Photos: Courtesy of NHRA
Richie Crampton earned his second Top Fuel win of the season and shows no signs of a sophomore slump. Jack Beckman also won for his Don Schumacher Racing organization again this year receiving their 250th team victory in NHRA competition and produced regular three-second Funny Car passes all day. Erica Enders-Stevens took the lead Pro Stock points in all rounds of qualifying and eliminations in her red-hot Camaro.
The NHRA officials managed the rain delays on Sunday giving fans a true show of speed and record runs all weekend at Heartland Park Topeka.
In Top Fuel, the new norm is either run a 3.70 pass or go home. The 2014 Auto Club Road to the Future Award winner, Richie Crampton and his crew chief Aaron Brooks used that method in capping off an extraordinary weekend in The Sunflower State running low ET of the event at 3.710 seconds and fending off Larry Dixon in the finals.
Crampton came off a triumphant victory at the rain-delayed race with redemption on his mind after his lack-luster red-lighting performance last weekend in Atlanta against Larry Dixon in round one.
Over the last calendar year, the young Australian scored his first career victory in Englishtown, N.J., last June and since then Crampton has won four times in 24 races – equal to a full season – second only to championship-winning drivers Tony Schumacher and Antron Brown, each of whom has won five times over that span.
“It’s pretty neat to have won four events,” Crampton said. “Top of the moon right now, but I’ve still got a little bit to learn as a new driver. I still consider myself a rookie, but I drive a championship-caliber race car for a championship-caliber team.
“It’s huge to get two wins so early in this sophomore season of mine. It’s surreal. It says a lot about Aaron Brooks and the Lucas Oil team that puts this race car together flawlessly week-in and week-out. Today, I got a little redemption for my red-light in Atlanta. It feels pretty good.”
Crampton has won in the extremes of both the warm conditions of the Las Vegas event and at Heartland Park Topeka where potential record-setting conditions were in place.
“You’ve got one extreme or the other,” said Crampton. “Aaron Brooks is deadly this year. He has both sides of it figured out, we believe, and that makes me and everyone on the team extremely confident that we can really try to contend for a championship this year.
“There were great conditions, good enough to try to set national records. Hats off to everyone who made this happen and the Safety Safari that did a fantastic job once again. I can’t believe how many fans hung tough through this bad weather we had and enjoyed the racing with us. I’m glad we were able to put the Lucas Oil car in the winner’s circle today.”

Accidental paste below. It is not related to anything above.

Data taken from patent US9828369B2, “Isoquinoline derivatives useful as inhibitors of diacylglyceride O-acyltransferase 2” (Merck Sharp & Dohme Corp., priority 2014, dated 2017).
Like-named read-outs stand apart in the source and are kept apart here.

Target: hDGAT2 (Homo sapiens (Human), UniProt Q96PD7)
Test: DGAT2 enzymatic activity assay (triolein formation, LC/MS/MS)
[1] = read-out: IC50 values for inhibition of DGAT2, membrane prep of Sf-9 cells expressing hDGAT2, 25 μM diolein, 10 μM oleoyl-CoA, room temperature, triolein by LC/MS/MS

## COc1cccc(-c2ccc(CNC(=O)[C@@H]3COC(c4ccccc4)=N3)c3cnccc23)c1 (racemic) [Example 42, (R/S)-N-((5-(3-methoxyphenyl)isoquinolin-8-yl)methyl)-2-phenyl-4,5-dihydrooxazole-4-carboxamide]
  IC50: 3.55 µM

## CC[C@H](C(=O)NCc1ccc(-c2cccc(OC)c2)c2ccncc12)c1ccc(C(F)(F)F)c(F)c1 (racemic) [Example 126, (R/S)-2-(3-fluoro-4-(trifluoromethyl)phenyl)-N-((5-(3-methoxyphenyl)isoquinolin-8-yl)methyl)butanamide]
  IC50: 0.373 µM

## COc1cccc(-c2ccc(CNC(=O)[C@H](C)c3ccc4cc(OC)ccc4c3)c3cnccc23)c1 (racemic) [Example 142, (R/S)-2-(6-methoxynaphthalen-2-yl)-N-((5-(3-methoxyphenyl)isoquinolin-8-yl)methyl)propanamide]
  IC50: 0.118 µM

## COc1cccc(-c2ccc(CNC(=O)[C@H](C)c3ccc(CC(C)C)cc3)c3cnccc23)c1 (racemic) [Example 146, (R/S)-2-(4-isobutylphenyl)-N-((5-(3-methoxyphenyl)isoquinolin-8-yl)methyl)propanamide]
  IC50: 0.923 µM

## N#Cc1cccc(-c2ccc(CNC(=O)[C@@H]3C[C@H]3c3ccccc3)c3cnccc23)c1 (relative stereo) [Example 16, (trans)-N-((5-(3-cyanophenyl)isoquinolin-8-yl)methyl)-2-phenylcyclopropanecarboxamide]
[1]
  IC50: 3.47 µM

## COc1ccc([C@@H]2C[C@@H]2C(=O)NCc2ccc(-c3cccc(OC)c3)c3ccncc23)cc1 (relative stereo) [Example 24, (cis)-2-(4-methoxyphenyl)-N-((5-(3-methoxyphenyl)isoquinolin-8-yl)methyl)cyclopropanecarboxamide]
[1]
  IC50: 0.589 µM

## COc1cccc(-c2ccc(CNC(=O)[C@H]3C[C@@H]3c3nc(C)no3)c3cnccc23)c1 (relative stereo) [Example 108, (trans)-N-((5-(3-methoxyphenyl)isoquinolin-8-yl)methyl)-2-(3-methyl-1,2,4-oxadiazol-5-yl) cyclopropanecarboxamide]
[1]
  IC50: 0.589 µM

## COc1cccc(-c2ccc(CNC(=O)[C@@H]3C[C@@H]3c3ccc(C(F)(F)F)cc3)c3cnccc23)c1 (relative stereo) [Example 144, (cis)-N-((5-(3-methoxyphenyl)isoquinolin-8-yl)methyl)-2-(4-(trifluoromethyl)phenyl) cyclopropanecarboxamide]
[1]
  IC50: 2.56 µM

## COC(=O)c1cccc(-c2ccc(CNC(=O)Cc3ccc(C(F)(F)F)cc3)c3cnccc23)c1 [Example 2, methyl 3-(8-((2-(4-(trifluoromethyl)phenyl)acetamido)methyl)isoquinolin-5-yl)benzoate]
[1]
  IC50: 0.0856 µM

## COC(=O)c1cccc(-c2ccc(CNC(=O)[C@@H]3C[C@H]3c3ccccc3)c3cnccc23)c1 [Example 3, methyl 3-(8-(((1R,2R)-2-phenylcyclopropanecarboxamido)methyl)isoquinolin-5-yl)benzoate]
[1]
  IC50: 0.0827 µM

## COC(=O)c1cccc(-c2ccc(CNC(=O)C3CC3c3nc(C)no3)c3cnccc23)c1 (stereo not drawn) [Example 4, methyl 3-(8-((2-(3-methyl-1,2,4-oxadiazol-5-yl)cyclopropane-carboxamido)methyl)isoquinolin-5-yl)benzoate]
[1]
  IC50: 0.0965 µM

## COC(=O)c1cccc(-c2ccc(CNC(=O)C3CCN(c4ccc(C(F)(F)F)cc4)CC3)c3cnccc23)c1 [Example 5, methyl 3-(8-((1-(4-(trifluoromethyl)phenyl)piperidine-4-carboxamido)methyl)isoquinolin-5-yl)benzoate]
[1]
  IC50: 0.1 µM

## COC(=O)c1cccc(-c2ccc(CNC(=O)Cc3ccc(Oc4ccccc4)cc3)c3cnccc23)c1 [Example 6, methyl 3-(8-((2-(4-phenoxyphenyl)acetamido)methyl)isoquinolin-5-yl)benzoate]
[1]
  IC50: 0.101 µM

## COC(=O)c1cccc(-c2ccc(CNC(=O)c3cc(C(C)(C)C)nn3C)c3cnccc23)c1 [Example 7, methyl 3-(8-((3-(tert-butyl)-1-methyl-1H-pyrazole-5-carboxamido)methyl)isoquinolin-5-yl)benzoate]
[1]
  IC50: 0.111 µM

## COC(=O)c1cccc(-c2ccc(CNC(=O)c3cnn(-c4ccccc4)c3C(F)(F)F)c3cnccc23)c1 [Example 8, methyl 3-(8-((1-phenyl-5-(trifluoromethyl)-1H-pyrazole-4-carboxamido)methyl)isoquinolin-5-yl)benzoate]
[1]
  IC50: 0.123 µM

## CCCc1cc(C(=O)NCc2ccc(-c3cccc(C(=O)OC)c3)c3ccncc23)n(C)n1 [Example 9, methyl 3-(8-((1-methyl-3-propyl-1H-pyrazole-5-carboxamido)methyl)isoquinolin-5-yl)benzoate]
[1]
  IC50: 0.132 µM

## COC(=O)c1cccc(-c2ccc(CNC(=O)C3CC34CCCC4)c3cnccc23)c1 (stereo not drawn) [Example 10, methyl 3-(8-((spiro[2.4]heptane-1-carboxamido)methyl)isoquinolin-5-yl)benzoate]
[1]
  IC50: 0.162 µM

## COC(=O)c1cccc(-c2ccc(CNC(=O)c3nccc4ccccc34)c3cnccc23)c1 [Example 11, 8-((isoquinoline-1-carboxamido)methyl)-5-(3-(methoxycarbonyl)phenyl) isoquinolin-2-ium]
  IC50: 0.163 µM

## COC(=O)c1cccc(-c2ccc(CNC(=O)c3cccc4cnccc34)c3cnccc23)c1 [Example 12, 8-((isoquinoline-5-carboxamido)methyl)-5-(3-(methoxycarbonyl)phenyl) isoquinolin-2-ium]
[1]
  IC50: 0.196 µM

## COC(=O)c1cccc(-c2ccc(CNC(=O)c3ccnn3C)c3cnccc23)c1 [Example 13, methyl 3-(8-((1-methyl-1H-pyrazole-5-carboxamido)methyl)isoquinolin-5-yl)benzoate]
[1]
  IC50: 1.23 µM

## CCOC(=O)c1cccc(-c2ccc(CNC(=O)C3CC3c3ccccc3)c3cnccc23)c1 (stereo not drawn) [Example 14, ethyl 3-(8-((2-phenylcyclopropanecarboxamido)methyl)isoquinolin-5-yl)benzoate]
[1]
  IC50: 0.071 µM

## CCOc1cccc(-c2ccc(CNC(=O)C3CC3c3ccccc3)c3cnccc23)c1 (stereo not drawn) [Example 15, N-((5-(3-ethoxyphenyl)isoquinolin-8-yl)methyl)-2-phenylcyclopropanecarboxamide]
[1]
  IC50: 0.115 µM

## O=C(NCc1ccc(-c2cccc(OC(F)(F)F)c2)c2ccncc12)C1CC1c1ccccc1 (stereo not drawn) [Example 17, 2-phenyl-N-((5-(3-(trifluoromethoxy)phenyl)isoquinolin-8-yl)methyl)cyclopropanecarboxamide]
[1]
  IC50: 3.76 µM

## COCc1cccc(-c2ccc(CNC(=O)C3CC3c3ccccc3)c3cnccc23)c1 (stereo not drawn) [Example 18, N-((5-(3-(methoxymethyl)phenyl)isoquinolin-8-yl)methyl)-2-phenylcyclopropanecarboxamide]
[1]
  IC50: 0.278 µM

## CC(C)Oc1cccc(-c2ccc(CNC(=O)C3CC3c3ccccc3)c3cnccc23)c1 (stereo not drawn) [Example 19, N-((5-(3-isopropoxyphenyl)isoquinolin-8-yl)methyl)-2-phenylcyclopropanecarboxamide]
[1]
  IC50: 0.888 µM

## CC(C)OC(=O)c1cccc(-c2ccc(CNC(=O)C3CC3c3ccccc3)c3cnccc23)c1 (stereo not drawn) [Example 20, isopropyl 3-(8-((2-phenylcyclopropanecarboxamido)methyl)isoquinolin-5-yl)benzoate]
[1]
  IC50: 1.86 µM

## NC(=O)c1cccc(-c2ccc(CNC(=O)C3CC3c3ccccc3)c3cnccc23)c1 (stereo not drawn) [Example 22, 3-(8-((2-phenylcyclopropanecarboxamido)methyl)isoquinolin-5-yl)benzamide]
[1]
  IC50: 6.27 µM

Crampton started the day with a 3.762-second pass at 316.52 mph to outrun Kyle Wurtzel’s 3.909 seconds. Then in the second round, Crampton and Brooks lowered the track elapsed time record to 3.710 seconds in a thrilling win over Spencer Massey, who ran 3.731 seconds at 327.82 mph, and that run could have lowered the national record, as three cylinders were out close to the finish line.
“I’m happy with my progression, but I still need to knuckle down and do a better job in the race car,” said Crampton. “For being in my second-year driving, all of this is a dream come true right now.”
The NHRA Funny Car teams at Heartland Park stepped up the program over the weekend that saw 15 different three-second passes with winning driver, Jack Beckman leading the way with five. Beyond winning for the 17th time in his professional career, the 2012 world champion made NHRA history by becoming the first driver in a Funny Car to record four consecutive runs below 4 seconds when he dipped into the 3-second range in the last two of three qualifying sessions then started championship eliminations in the 3s for the first two rounds.
Crew chief Jimmy Prock pulled out one more for the final, as Beckman downed John Force for his second win of the season, 3.984 to 4.002 seconds. This win also served as Don Schumacher Racing’s 250th team victory.
“We did not have a good weekend of racing, we had an incredible weekend of racing,” said a beaming Beckman. “I thought we had a car that that nobody could touch today.”
That included his career-best time of 3.972 seconds in the quarterfinals that is the seventh quickest ever. His time of 322.65 mph in qualifying on Saturday is a career best.
The semi-finals of Funny Car brought Beckman some keen insight as teammate Matt Hagan smoked the tires and lost ahead of him, and then his Infinite Hero car followed by starting its run against Del Worsham the same way.